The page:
Your credit union’s ALLL model may be due for a check-up

first_img ShareShareSharePrintMailGooglePinterestDiggRedditStumbleuponDeliciousBufferTumblr by: Tom DanielsonLike visiting a doctor for a physical, your financial institution should periodically test the health of its Allowance for Loan and Lease Losses (ALLL) model. It’s not just a good business practice (an underfunded ALLL overstates equity and earnings and casts doubt on management’s ability to accurately report the institution’s financial condition), it’s a regulatory requirement.The Interagency Policy Statement on the Allowance for Loan and Lease Losses says the validation process should include “procedures for a review, by a party who is independent of the institution’s credit approval and ALLL estimation processes, of the ALLL methodology, and its application in order to confirm its effectiveness.”The statement goes on to say that the independent party could be:The internal audit staffA risk management unit of the institutionAn external auditor (subject to applicable auditor independence standards)Another contracted third party from outside the institution continue reading »last_img read more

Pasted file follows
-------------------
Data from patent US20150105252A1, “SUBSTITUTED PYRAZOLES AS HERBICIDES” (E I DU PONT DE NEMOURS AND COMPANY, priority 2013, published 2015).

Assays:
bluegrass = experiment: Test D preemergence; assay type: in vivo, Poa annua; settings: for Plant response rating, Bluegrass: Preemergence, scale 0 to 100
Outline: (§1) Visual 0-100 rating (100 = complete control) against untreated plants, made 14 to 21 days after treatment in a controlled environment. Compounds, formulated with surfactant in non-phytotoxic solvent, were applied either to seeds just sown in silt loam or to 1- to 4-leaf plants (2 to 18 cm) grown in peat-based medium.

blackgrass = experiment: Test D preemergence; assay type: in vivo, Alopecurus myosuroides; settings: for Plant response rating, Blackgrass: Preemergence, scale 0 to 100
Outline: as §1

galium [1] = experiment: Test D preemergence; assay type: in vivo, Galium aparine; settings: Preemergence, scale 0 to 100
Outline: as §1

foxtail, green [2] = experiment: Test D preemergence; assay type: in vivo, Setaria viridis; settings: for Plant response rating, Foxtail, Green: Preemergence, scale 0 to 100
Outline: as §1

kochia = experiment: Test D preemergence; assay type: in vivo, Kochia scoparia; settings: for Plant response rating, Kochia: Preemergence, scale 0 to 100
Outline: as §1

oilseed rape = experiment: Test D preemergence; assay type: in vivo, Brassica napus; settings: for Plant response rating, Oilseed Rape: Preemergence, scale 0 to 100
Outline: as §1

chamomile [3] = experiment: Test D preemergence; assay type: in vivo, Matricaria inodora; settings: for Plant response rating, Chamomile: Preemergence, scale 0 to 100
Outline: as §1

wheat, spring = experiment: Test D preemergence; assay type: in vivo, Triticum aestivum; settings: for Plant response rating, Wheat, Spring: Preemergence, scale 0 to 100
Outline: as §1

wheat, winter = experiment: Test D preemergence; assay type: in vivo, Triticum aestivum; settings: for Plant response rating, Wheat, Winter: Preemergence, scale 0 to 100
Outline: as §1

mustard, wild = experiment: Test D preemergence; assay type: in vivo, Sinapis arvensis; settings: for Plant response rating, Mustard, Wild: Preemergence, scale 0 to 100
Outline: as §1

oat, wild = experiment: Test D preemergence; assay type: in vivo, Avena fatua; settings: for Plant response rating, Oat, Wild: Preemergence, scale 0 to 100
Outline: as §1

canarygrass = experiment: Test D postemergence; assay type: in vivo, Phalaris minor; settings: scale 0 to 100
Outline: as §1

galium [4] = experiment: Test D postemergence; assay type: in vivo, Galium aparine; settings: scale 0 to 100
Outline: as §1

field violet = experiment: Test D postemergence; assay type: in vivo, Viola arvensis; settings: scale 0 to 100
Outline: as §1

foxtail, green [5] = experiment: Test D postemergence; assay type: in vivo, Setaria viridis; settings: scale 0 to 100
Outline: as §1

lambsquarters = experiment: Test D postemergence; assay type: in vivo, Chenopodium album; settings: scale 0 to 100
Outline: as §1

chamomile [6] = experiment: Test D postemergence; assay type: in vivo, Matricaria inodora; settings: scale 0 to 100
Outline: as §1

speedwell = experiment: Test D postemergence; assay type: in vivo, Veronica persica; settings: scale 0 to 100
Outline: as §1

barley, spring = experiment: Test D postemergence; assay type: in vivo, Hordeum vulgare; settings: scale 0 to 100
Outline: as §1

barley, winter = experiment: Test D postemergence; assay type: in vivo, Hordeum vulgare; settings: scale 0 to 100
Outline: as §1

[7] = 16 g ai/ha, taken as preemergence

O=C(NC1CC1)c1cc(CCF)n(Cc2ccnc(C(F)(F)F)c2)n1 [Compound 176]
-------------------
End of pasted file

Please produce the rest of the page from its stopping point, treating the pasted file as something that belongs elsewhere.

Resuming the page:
I wish